Saturday, February 21, 2015

Handling Problems Between Sponsoring Churches and Church Plants

In my previous post I shared several tips on how to have healthy relationships between sponsoring churches and new mission churches. In this post I want to discuss what happens when problems arise between the two churches. Things are never as cut and dry as we think they will be so problems between sponsoring churches and their missions is not a matter of "if" but "when." There are always unforeseen issues that pop up or circumstances outside of anyone's control. That is a part of life and definitely part of church planting.

One common conflict is over styles of worship. The mother church may use a more traditional style and the church plant may use something more contemporary, or vice versa. If the two churches come from different cultural backgrounds, that can also exaggerate the difference in worship styles. For example, one situation I am aware of involves a fairly educated, mostly Anglo, congregation sponsoring a church made up mostly of immigrants from Africa. The culture of the people group these Africans come from includes loud music and enthusiastic singing. Regardless of denominational affiliation or theological bent, in their African culture there is a lot of shouting in their worship services and jumping up and down. Imagine how the mostly Anglo, well-educated congregation first reacted to the loud shouting going on in their fellowship hall! The sponsoring church had to accept that worship would look different in their mission than they were used to. And the mission tried as best as they could to keep their exuberance within limits out of respect for the culture of the sponsoring church. In time they grew to deeply appreciate each other's unique worship style, but it was not without some discomfort on both sides, especially in the early months of their relationship. Good communication and mutual respect is the key to overcoming disagreements over worship style.

Another issue that sometimes comes up in church planting is how the two groups handle funds. It is not unusual for the sponsoring church to handle all the money in the beginning of the relationship. But that can become a control issue if the sponsoring church is not willing to let go as the new church becomes more developed. The mother church must be willing to release control as time goes by. Also, if the sponsoring church is providing significant financial support for the new congregation and goes through a time of financial struggle, that will have an adverse reaction on the mission church. For that reason, the new mission should have several other partner churches to help so they are not totally dependent on the mother church for funding. These other partner churches may not be able to help as much as the sponsor, but they can be vital in filling in the gaps. The keys to resolving issues over money are to release control and not to be overly dependent.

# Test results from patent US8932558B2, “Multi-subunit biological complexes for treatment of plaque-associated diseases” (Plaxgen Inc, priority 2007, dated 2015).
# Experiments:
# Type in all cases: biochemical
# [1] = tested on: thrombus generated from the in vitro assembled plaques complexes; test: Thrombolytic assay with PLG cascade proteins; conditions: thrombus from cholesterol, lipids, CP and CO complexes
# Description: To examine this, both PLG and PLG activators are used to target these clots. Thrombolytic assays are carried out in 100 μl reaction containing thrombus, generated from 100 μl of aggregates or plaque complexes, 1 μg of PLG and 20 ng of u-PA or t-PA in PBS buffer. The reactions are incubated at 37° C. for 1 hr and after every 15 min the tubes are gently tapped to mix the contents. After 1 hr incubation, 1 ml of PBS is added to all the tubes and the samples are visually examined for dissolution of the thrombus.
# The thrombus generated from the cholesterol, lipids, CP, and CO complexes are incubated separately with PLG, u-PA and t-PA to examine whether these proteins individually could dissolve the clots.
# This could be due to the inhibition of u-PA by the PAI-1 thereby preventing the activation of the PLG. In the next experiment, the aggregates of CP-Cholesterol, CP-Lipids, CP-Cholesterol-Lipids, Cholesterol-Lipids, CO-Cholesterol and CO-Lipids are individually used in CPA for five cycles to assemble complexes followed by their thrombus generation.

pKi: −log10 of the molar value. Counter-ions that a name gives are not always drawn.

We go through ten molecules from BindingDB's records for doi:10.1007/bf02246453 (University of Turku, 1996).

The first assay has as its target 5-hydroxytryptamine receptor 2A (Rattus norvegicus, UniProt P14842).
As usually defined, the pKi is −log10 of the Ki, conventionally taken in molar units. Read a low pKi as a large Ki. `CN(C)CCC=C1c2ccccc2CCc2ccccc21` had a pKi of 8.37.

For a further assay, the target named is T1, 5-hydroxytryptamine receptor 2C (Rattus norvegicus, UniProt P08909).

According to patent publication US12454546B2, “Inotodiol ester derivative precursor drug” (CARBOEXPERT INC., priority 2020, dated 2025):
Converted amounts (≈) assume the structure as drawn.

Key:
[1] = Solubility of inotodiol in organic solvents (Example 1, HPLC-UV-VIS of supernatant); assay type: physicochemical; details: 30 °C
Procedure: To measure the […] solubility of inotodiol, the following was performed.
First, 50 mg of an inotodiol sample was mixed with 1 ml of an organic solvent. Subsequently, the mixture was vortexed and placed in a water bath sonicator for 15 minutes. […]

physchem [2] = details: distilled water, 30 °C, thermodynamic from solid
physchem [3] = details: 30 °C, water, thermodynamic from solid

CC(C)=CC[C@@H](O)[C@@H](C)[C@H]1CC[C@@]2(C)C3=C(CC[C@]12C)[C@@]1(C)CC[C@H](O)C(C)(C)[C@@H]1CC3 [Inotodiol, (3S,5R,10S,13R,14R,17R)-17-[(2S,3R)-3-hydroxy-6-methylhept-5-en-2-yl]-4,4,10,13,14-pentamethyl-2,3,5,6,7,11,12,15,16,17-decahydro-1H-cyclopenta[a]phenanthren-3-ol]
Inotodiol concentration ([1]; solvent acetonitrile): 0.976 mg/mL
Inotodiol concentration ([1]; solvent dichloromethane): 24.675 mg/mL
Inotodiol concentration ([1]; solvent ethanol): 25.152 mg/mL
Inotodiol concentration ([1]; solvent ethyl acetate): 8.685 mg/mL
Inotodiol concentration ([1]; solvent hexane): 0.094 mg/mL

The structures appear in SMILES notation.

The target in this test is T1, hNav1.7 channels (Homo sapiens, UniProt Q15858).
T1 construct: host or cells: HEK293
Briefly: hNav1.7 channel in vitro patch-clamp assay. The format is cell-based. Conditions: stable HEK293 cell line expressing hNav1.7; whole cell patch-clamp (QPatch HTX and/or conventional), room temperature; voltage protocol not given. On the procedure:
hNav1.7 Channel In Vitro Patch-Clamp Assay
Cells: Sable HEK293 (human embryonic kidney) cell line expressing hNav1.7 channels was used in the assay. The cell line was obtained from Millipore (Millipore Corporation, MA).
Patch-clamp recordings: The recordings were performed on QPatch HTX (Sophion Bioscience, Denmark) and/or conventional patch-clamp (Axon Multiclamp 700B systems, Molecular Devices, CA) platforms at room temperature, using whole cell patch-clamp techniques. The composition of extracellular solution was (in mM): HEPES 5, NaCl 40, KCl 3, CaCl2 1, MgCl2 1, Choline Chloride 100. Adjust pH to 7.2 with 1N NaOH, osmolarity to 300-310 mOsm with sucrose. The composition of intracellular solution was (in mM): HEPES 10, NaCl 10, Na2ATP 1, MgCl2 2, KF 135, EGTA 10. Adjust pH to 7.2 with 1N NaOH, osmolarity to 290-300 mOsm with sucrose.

When the mission church is sharing a building with the mother church, which is often the case if the new mission is reaching out to a particular language or ethnic group, a whole other set of problems can develop. Who will use the sanctuary when? Can the mission church use the fellowship hall for meals? What about Sunday School rooms? And can both groups use the same crayons, or other supplies, in the Sunday School area or do they need to each have their own set? These may sound like small issues, but over time, they can become a real problem. One way to overcome these issues is to think of the building as being “God’s building” instead of the building of either congregation. That way the mission of evangelism is more prominent in the feelings of each congregation instead of “ownership.”

A less common issue, but definitely one worth discussing, is differences in ecclesiology. If one of the congregations believes in a strong Senior Pastor model and the other believes in a multiple leadership approach (such as elder or deacons), that can also cause challenges. The two groups would have to study the scriptures together and pray together to overcome this. In the end, they may have to agree to disagree, but that is okay so long as each side respects the views of the other.

Church planting is an exciting adventure, but it is not without its pitfalls. Good communication, mutual respect, eliminating an attitude of control, not becoming overly dependent and studying the scriptures together can help sponsor churches overcome issues with their daughter churches.


Terry Dorsett has been a church planter and author in New England for more than 20 years. He is a happy husband, a proud father and adoring grandfather. He is a cancer survivor and believes that God works powerfully through times of suffering. Find all of his books at:


  1. Been there, experienced it. Even to the point of having individuals and families (from previous ministries) giving designated funds in our families name, go into building savings fund or pay other expenses...sometimes priorities are very different.